Recently, we attended a financial data industry event and listened to one company after another share their experiences in their data governance and management journey. That day, we learned that only a few had moved forward with a data mesh save for leaders in the industry. Those leaders shared their implementation stories, and we will share this question with you. What came to our minds at the time was whether Data Mesh was a unicorn in the investment industry. Is the self-service data platform a myth or a reality? With that question in mind, we spoke to several firms at the gathering and interviewed others afterward to learn about the data mesh ‘state of the union’ in the investment industry.


We gathered information from multiple sources: the industry event, interviews with clients, our professional networks, and publications. Our research generated insights into the adoption patterns and data strategy goals for different market segments.

Small firms (Hedge Funds, PE Firms, OCIOs, and Small Asset Managers Under $50B)

After speaking with over twenty small firms, we found that none had implemented a data mesh architecture or business governance strategy. Many of these firms had strong data management and governance, controls, and IT teams that provided the required data to the investment teams. However, we found these firms were focused on migrating to the Cloud, leveraging data lakes and data warehouses, and modernizing their data pipelines. The majority of firms lacked maturity in either (or both) data management and architecture to even consider a move to a data mesh.

Medium Firms – Where data mesh begins to emerge (Firms with up to $300B in Assets)

We also spoke to several medium-sized firms during the gathering and in follow-up research. Results were slim when searching for data mesh. While one contact who was the head of a data governance program in a mid-sized investment asset manager admitted he needed a refresher on what a data mesh was, a few leaders in this group had implemented (or were implementing) a data mesh framework. However, a significant margin appeared between them and the rest of the companies in this group. Most of the firms had an element of data management and governance established in data quality, accountability, and observability. In contrast, others had little to no formal data governance, management, or observability.

Large Firms – Of which, a few caught a unicorn (Firms with >$300B in Assets)

We interviewed and researched four large firms and found two were moving into or had partially implemented a data mesh program. Our research showed that larger firms with diverse, hybrid data ecosystems typically include a mix of legacy and contemporary data architectures. A mesh architecture provides a path forward to service the needs of the business while tending to the modernization required to transform the data foundation. Mesh implementations have been mainly targeted in the front office, enabling research, portfolio management, and trading efficiencies, or organized and aligned to servicing investment operations, performance measurement, reporting, and business development functions. The other two firms are prioritizing upgrades to data pipelines, modernizing tech stacks, and bringing down the cost of their tech stacks.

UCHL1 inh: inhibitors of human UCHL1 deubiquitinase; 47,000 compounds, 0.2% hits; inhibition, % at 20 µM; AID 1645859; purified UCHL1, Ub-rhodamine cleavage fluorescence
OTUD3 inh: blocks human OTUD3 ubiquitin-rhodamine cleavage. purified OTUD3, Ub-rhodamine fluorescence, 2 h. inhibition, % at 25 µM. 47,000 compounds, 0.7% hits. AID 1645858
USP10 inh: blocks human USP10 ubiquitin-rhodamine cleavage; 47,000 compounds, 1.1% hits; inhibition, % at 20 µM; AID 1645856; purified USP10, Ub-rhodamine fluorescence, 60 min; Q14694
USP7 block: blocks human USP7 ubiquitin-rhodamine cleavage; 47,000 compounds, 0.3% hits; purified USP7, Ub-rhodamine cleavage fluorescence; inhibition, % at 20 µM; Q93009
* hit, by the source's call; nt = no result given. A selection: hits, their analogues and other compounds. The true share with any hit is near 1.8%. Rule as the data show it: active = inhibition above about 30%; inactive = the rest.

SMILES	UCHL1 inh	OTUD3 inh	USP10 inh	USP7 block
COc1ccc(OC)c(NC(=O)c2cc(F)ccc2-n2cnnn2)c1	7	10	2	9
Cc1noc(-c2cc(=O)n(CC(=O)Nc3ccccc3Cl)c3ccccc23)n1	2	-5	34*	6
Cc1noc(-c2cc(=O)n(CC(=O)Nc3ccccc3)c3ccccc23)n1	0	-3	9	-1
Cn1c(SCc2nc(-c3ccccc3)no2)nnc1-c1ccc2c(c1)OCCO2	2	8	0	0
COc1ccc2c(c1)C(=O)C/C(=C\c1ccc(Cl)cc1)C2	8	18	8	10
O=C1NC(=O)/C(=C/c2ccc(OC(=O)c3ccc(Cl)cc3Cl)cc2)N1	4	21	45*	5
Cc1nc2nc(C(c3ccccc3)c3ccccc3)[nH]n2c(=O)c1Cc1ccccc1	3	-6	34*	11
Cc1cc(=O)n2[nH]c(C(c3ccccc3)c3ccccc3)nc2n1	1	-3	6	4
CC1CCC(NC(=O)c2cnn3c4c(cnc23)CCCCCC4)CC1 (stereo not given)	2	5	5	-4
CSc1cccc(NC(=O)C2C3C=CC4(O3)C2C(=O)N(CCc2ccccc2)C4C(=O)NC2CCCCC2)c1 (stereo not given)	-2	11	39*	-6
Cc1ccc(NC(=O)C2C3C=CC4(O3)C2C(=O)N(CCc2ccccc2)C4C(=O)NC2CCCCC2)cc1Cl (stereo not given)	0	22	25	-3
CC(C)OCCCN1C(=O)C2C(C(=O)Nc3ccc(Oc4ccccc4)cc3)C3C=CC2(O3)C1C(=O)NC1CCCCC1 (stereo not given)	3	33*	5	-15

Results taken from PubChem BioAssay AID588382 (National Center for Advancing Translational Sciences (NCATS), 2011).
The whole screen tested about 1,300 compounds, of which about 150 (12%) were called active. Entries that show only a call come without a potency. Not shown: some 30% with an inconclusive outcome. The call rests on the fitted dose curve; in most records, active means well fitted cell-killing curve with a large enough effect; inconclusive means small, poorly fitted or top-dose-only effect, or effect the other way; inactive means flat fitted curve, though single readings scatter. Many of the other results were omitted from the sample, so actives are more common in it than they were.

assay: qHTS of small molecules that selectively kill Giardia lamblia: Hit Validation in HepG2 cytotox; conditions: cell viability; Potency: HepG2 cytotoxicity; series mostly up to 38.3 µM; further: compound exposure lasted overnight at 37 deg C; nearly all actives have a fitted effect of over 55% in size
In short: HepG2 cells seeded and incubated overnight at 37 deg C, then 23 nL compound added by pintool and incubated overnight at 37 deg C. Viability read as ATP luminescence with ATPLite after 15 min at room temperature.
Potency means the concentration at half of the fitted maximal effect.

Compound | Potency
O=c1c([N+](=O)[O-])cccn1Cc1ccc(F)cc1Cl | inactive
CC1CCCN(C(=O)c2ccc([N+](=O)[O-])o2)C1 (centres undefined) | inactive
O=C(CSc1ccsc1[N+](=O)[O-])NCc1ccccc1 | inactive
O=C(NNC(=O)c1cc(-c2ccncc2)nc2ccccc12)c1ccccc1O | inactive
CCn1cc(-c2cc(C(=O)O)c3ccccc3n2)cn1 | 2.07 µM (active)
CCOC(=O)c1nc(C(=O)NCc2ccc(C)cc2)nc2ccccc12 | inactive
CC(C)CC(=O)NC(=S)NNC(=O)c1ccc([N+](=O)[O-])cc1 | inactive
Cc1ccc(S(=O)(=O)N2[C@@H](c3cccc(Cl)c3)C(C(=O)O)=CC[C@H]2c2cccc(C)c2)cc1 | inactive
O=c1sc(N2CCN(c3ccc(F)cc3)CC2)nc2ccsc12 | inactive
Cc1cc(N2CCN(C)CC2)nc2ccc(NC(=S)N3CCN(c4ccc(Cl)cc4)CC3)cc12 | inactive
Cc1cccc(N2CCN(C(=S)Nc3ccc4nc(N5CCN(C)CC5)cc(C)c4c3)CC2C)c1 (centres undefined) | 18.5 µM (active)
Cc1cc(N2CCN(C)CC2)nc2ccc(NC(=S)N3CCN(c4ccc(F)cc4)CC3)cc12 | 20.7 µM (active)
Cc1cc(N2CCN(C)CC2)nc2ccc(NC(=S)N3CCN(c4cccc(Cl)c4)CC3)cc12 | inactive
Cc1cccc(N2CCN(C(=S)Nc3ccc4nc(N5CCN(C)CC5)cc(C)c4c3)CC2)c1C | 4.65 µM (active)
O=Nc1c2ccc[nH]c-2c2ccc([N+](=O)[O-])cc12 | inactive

While mesh is an important, enabling architectural and conceptual framework, you must recognize that you own the layer and all the code and kit. Thus, it requires proper IT governance and support as a critical component of your data ecosystem. It’s not free.

We believe there are important prerequisites to successfully implementing a data mesh architecture:

  • Having complete buy-in and support from top to bottom
  • A legacy data management structure that is at the end of its usefulness
  • Having general alignment and business understanding of data ownership
  • A mature and effective governance and quality framework.

Our study demonstrated that using data mesh architecture in the investment industry requires a strong commitment to mesh principles, a concrete and durable data strategy, and a higher level of sophistication and maturity in data management, governance, and architecture. Data mesh is certainly not a unicorn in the investment industry. It exists in the firms at the higher end of the data management and architecture maturity model.

Regardless of where you are in your data journey, benchmarking yourself to the industry can provide insight and direction in setting the data strategy for your future. Contact the Meradia Data Practice to arrange a data strategy review and/or a data maturity assessment.

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Andrew Jacob, CFA

Andrew Jacob brings a well-rounded data management perspective to Meradia’s global portfolio of clients. Throughout his career, Andrew has supported constituents across the investment management industry, including retail investors, advisors, wholesale teams and institutional investors. He is a seasoned investment professional with diverse experience in business and entrepreneurship, possessing strong acumen of front office operations, data governance and management, and retail client journeys. Andrew’s passion for helping people and driving outcomes aligns with Meradia’s principles of Perspective, Passion and Impact. 

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